Mr. Michael Foot (Blaenau Gwent)

Is it not evident from the hon. Gentleman's replies to the questions that have been put to him that these are not departmental answers? It is impossible for his Department to be responsible for these replies. If, tragically, this intensification of terrorist action continues over the coming days, will the Government make sure that the person who comes to the House to answer for these matters is the Prime Minister, who is primarily responsible?

Mr. Renton

I cannot say that I fully understand the right hon. Gentleman's question. Responsibility for the middle east is specifically mine within the Foreign Office, and it is therefore totally appropriate that I should have come here this afternoon to make a statement about developments in the Lebanon today.

Mr. Andrew MacKay (Berkshire, East)

On this occasion, when, quite rightly, the whole House is condemning savage murders, would it not be right for us to make it absolutely clear also that the more that terrorist activities take place, the stronger will be our resolve throughout this House? Should we not also point out that we have been at the sharp end as victims of terrorism in this country and abroad for a long time before Monday night's bombing of Tripoli?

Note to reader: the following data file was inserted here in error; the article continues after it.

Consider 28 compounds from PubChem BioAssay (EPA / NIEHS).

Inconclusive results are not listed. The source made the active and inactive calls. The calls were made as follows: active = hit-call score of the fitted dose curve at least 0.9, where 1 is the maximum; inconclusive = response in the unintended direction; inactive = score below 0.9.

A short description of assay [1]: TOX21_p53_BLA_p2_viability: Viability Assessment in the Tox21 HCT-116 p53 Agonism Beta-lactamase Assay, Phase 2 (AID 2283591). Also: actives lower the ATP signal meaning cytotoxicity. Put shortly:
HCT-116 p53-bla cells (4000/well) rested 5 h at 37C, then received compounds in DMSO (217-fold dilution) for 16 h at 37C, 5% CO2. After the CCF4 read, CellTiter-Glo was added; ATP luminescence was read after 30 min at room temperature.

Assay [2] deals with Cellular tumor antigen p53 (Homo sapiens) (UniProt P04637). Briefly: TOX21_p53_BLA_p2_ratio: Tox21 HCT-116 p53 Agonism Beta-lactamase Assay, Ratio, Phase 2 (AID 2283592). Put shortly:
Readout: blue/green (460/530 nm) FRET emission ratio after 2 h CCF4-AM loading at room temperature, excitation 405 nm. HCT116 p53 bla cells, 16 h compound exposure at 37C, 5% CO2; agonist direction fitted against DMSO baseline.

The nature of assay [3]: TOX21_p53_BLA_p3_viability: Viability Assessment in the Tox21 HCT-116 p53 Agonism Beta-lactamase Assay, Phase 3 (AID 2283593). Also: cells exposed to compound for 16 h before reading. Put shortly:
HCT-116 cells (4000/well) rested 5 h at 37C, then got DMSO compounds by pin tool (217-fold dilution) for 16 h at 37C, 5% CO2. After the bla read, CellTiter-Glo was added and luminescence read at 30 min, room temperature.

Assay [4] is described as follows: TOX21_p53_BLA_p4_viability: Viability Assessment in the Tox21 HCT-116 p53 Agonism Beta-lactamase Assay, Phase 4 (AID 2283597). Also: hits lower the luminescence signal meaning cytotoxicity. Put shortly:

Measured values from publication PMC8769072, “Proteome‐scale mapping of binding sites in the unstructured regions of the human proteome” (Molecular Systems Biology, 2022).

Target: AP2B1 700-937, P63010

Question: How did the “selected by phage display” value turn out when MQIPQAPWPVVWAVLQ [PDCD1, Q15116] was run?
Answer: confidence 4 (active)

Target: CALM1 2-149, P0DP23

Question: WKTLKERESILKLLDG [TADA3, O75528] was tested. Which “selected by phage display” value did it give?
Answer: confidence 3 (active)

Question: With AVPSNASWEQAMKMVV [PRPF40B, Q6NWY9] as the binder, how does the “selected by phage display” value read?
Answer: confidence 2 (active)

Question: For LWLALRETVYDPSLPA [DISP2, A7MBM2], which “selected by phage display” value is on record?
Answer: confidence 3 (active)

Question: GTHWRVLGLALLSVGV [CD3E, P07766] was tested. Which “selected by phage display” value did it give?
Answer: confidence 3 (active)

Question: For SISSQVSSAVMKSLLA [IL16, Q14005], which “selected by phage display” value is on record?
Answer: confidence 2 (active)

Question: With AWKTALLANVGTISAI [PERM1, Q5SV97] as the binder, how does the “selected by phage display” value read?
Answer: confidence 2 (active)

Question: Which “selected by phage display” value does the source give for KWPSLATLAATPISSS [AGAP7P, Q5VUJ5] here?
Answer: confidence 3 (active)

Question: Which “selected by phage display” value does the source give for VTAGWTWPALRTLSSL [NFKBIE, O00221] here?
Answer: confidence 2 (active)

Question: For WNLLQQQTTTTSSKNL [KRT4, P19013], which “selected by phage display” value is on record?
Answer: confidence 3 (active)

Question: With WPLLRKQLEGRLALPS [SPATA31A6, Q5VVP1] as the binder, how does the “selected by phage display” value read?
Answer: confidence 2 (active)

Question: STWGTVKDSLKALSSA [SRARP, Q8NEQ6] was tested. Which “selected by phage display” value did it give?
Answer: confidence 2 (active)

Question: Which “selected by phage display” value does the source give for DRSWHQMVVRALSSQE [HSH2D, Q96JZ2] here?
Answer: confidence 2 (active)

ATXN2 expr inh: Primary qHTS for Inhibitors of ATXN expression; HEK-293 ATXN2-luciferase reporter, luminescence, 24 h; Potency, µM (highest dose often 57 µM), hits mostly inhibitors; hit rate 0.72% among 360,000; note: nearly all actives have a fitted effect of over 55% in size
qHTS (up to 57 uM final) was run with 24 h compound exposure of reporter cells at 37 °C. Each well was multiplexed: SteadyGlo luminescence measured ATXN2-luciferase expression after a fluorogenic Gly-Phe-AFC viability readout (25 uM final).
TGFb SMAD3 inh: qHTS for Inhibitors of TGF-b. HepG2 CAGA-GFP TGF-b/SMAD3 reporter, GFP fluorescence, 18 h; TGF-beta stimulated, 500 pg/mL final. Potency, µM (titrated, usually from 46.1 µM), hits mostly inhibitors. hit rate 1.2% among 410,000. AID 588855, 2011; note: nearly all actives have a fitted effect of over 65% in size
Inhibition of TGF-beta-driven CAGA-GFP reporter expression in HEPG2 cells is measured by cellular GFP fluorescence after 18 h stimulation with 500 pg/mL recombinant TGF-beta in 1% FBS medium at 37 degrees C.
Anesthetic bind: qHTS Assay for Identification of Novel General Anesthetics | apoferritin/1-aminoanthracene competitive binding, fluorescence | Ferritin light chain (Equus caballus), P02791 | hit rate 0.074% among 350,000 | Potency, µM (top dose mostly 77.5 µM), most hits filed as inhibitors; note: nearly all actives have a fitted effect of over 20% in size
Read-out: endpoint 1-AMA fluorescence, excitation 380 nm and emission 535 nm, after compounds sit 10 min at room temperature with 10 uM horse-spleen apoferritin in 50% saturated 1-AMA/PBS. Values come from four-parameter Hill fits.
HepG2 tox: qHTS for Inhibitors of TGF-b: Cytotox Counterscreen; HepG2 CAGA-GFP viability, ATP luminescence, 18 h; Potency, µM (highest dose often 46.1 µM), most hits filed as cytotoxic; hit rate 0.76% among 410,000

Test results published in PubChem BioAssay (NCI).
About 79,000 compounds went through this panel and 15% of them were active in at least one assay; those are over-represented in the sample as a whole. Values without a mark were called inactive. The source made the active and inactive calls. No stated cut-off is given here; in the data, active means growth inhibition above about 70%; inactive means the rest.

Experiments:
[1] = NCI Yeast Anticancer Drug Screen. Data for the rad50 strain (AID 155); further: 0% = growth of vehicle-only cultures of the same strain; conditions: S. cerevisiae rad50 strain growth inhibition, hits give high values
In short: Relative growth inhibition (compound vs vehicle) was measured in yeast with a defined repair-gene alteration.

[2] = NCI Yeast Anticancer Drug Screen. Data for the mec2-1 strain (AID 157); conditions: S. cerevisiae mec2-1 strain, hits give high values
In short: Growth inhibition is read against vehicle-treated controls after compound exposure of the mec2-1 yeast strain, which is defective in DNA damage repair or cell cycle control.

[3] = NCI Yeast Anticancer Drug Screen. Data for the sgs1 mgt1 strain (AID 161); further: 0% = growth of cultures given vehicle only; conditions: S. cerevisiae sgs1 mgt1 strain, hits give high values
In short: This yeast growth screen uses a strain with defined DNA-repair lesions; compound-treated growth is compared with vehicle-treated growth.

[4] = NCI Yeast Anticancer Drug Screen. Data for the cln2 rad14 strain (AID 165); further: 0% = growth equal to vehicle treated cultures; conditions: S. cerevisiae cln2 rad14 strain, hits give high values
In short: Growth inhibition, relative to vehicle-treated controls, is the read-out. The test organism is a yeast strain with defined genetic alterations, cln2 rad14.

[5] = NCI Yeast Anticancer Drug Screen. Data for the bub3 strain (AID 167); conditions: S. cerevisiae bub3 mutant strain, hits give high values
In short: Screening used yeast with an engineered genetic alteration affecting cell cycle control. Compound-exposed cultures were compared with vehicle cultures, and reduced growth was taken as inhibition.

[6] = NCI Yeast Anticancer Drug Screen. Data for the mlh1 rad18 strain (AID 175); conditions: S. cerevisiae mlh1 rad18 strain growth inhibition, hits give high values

Mr. Renton

I fully agree with my hon. Friend, and I have no doubt that, despite these tragic events, hon. Members, certainly on the Government Benches, are determined that there shall be no compromise and no trading with terrorists.

Mr. Robert Maclennan (Caithness and Sutherland)

Does the Minister accept that his earlier explanation of the discussions in Paris today reveals a disturbing lack of urgency, and that his reference to more effective measures against terrorism in the months ahead being planned by European Foreign Ministers will not reassure people in this country that the Government are committed to effective measures other than the use of force? Will the Minister report the decisions of principle, if any, which were taken today in Paris which carry the discussion beyond the communiqué issued on Monday?

Mr. Renton

Although I understand the reasons for it, the hon. Member will have to restrain his impatience for a few more days. Today's meeting of the Foreign Ministers was only an interim meeting, at which once again the need was accepted for further urgent measures both to suppress terrorism in Europe and to recruit wider international support from friendly and moderate countries to stop state terrorism. A full meeting of the Foreign Affairs Council will take place on 21 April. It is from that meeting that the hon. Gentleman should expect to hear an announcement, in the communiqué, of what decisions have been taken.

Several Hon. Members


Mr. Speaker